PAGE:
What makes the Royal Albert Hall so special?The Royal Albert Hall is one of the most distinctive concert venues in the UK, and one of the best-loved. It was opened by Queen Victoria in 1871 and is named after her husband, Prince Albert, who died in 1861 before seeing his grand project completed: the building of facilities in the area for the enlightenment of ordinary members of the public. The Royal Albert Hall has formed a part of his legacy, with many concerts and events providing affordable tickets in order to be more inclusive. It was immediately the site of several notable performances, including by composers Camille Sant-Saëns, Richard Wagner, and Sergei Rachmaninoff. In 1906 it became the home of the Central School of Speech and Drama, which trained many of Britain’s most famous actors and actresses of the 20th century, including Dame Judi Dench, Vanessa Redgrave, and Laurence Olivier among others. Today the Royal Albert Hall seats over 5,200 spectators and hosts more than 390 shows of different genres annually.
Should I take a tour of the concert hall?The standard tour takes about an hour and is highly recommended for anyone who wants to learn more about the history of the building and the most notable performers who’ve played the hall over the years. Alternatively, you can learn more about the different shows, hospitality, and technical teams and their work on a Behind-the-Scenes tour. Finally, the Inside Out architectural tour is available for visitors more interested in the building than the music, or those who’ve already tried the other versions and want some new information. Other specialist tours may be available throughout the year, for instance, a Film & TV tour during the annual Festival of Film. Tours are available in English, but a British Sign Language interpreter is available if you let the venue know in advance that one is required, and tours in other languages are available for groups of over 15 people who book in advance.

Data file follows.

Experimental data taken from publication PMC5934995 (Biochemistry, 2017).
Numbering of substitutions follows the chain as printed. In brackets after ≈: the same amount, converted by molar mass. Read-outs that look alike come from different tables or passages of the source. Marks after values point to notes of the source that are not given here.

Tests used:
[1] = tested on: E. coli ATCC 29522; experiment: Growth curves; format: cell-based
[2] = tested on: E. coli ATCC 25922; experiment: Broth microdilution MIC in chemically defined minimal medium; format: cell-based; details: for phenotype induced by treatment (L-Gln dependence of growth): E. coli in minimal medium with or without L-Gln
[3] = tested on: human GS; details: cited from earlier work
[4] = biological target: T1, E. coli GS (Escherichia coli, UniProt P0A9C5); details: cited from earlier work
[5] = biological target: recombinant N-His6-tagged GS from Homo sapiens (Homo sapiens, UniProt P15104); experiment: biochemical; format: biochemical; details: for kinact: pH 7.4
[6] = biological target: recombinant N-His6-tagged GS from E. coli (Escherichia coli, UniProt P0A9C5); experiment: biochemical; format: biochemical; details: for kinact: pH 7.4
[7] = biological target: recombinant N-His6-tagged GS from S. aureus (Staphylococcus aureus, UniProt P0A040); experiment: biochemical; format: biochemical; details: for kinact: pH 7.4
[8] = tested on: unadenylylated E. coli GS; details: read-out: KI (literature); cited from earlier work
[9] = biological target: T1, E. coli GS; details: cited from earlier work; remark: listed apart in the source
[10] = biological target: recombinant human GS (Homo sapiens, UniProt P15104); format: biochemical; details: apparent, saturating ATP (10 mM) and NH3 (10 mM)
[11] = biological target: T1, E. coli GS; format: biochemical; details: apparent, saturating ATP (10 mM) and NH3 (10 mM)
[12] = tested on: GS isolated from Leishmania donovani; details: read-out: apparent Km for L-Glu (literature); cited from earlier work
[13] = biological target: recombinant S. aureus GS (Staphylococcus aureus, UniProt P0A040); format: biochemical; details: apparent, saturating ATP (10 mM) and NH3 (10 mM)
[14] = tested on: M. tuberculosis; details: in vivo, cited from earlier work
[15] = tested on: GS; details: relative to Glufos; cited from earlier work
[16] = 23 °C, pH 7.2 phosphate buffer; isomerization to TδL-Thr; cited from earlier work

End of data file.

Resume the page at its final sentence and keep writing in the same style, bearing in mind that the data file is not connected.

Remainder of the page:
Can I take photographs?During the tour, you can take photographs in most of the areas explored. In the event that photography isn’t allowed, for example, if your tour takes place during rehearsals for a production, the tour guide will let you know that you should wait until you’ve left the area to resume taking pictures. Photography may be allowed during concerts or other events using ‘non-professional cameras’, but in general, visitors are asked not to use flash and not to film so as not to disturb the performers or other visitors.
How can I get tickets to the BBC Proms?The BBC Proms is the name of an iconic 8-week festival of music, which first took place in 1895 and has become a British institution during the last 120 years. The Proms were designed to bring classical music to a wider audience by offering low-priced tickets and an informal atmosphere, and to this day it’s possible to get ‘promming’ tickets on the day of each concert for just £6. The program for each year is released in April, with tickets for seats available from May. Rather than via the Royal Albert Hall, it’s best to purchase tickets from the official BBC Proms website or to turn up at the Royal Albert Hall at 9 am on the day of the concert you’d like to attend to buy promming tickets. ‘Promming’ refers to the people standing during a concert, and there are two spaces at the Royal Albert Hall where Prommers can stand, either in the Arena in the center of the auditorium or in the Gallery, at the very top of the hall. Different rules apply for tickets to the Last Night at the Proms, please refer to the BBC Proms official website for details.
What are food options are available at the Royal Albert Hall?Visitors are requested not to bring their own food to the venue, though they can bring bottled water. The Royal Albert Hall’s restaurants and bars open 2 hours before every performance, and some are also open throughout the day. There are three restaurants: Coda Restaurant (with a menu by Michelin-awarded chef Éric Chavot), the Elgar Room Brasserie, and Verdi - Italian Kitchen, which is also open for afternoon tea. Some restaurants offer the possibility of eating a starter and a main before the performance begins, then returning during the interval for dessert and coffee - ask your waiter for details if you’d like to take advantage of this feature. All of the hall’s restaurants tend to be full on evenings with performances, so booking ahead is highly recommended. If you’ve booked seats in a box in the Grand Tier, Second Tier, or Loggia, then it’s possible to have food and drinks delivered to your seat, and you can place your orders up to 48 hours in advance via an app or online.